Gold Rush Queen
October 09th, 2016
Former journalist and librarian, Thora Kerr Illing has written a biography of Nellie Cashman (1845 – 1925), nicknamed ‘The Miner’s Angel’, Gold Rush Queen: The Extraordinary Life of Nellie Cashman (TouchWood $18.95). The unorthodox and rugged Cashman was a miner, entrepreneur and philanthropist who lived and worked in some of the toughest boomtowns in the West. She was up and down the coast, from California to Northern B.C., and north and south in the interior from Arizona to Alaska. In addition to staking claims, she set up restaurants, boarding houses and general stores. But she didn’t keep much of the money herself, instead giving away much of it to build hospitals and churches or help fellow miners down on their luck. One of her famous feats was hiking into northern B.C.’s Dease Lake under frigid winter conditions to get to the Cassiar mining area where miners were trapped without sufficient food and dying of scurvy. It took Nellie and six men she hired 77 days to get to the mining site, each on snowshoes pulling a laden sled because the snow was too soft and deep for dogs. They were just in time to save most of the miners. This story passed into legend and Nellie was frequently referred to thereafter as the ‘Angel of the Cassiar.’ Cashman remained tough into her later years and at the age of 77, she earned the title of champion musher of the North.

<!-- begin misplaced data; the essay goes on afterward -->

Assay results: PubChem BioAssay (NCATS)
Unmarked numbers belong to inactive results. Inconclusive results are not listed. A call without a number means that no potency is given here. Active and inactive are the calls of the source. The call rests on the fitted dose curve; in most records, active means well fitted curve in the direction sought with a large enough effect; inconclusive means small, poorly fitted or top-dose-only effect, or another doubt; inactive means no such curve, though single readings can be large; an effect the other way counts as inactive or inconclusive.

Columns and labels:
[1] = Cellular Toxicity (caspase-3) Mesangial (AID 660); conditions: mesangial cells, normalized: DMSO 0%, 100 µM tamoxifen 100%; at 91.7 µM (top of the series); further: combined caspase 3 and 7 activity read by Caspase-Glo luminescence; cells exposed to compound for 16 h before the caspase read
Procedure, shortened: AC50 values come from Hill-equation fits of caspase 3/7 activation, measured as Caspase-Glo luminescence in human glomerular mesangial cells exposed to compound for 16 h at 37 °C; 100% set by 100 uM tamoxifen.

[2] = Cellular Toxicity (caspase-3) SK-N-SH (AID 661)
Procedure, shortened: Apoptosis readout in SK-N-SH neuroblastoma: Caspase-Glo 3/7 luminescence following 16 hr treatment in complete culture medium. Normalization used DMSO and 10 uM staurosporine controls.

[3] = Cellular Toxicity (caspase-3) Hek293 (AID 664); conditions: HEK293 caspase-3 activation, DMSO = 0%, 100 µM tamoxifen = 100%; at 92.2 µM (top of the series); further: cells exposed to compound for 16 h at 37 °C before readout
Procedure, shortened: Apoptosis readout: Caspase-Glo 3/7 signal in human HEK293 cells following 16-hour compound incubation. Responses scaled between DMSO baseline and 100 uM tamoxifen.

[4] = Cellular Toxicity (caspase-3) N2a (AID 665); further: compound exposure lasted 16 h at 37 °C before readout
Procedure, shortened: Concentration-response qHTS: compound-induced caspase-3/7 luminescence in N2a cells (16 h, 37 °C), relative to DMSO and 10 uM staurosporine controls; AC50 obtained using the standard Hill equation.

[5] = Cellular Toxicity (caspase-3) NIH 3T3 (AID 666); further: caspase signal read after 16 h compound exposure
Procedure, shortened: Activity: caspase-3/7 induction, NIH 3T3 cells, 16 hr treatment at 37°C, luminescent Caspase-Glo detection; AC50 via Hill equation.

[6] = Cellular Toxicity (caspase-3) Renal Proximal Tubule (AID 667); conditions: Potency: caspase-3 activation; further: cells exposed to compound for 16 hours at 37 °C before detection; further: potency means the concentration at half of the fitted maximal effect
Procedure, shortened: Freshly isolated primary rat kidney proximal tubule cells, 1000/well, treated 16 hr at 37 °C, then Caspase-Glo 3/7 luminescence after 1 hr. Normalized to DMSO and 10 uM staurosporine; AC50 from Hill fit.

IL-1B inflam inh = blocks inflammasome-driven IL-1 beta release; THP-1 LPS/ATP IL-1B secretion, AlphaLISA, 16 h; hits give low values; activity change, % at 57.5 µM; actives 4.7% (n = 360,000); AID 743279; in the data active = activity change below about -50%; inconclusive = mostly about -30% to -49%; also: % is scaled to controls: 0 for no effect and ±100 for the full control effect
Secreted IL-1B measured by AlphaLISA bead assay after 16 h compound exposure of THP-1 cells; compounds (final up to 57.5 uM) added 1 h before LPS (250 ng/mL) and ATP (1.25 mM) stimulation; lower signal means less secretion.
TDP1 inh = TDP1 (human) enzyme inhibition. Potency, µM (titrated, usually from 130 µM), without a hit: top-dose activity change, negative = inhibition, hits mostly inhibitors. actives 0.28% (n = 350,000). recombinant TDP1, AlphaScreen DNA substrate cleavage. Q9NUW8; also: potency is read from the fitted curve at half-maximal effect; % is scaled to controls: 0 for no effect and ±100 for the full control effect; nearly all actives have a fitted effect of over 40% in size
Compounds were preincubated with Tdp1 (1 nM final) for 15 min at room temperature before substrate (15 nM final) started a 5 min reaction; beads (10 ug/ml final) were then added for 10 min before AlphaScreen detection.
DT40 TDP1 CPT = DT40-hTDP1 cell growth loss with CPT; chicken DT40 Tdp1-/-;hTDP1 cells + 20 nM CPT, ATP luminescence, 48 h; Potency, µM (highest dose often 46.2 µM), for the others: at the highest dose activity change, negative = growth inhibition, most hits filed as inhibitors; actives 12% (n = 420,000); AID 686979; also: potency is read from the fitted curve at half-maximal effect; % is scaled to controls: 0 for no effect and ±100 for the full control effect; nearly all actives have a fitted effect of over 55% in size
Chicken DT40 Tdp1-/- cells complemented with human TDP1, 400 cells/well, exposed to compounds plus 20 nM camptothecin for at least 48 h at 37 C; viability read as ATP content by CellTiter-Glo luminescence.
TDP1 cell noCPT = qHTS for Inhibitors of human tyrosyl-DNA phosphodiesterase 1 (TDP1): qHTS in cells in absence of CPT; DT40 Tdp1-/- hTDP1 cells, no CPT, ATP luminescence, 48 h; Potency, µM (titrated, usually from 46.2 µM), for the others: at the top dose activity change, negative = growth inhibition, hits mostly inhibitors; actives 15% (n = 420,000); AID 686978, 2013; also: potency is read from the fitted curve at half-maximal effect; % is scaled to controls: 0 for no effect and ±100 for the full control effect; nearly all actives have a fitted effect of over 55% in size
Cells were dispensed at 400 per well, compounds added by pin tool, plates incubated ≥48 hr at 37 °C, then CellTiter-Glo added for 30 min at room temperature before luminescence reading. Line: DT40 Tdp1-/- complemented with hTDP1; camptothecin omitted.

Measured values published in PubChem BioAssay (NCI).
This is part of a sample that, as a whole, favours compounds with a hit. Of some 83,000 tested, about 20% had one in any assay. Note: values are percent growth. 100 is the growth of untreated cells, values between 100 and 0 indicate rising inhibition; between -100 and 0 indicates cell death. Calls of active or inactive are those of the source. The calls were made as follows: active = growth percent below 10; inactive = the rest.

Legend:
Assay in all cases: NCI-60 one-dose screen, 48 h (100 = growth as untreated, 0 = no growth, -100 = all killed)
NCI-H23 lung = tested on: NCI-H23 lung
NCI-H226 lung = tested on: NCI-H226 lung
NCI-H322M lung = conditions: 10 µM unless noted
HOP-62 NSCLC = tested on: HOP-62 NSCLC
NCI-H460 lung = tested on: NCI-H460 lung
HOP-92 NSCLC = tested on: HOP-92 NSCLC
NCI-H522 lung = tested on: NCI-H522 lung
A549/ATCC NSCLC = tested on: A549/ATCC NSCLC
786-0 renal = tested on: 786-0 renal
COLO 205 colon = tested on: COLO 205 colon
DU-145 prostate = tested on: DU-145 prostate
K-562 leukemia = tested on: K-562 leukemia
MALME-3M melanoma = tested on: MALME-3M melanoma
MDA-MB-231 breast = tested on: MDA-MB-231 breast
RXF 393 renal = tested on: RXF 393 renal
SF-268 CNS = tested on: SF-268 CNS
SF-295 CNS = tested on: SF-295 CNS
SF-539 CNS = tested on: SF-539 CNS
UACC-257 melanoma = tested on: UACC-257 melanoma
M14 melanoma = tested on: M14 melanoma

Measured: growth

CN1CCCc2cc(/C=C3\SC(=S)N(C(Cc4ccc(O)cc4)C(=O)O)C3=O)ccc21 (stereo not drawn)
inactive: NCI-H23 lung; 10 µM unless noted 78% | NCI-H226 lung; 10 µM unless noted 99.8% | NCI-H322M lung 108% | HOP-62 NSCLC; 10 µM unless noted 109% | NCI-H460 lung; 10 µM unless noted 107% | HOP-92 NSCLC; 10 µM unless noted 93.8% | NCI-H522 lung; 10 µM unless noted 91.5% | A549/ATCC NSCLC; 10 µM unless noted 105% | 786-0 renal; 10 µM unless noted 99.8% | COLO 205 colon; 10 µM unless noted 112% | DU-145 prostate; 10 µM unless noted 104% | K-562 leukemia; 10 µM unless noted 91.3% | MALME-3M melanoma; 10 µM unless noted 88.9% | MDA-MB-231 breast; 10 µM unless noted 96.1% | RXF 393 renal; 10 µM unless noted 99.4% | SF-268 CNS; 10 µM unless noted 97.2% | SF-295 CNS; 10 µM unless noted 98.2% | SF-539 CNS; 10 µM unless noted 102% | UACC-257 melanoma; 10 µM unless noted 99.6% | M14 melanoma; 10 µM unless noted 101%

Cashman died in the St. Joseph’s Hospital in Victoria from double pneumonia. The Victoria Daily Times wrote of Cashman, “Like many pioneer women who have known the meaning of hardship, she was of a most kindly disposition, nursing the sick and feeding the hungry and doing all she could to help the unfortunate and her death will be sincerely mourned by a wide circle.”
Thora Kerr Illing immigrated to Canada as a young woman, fell in love with the space, fjords and forests of the West and stayed. She retired to Sidney. 978-1-77151-159-9
Photo by Michelle Alger.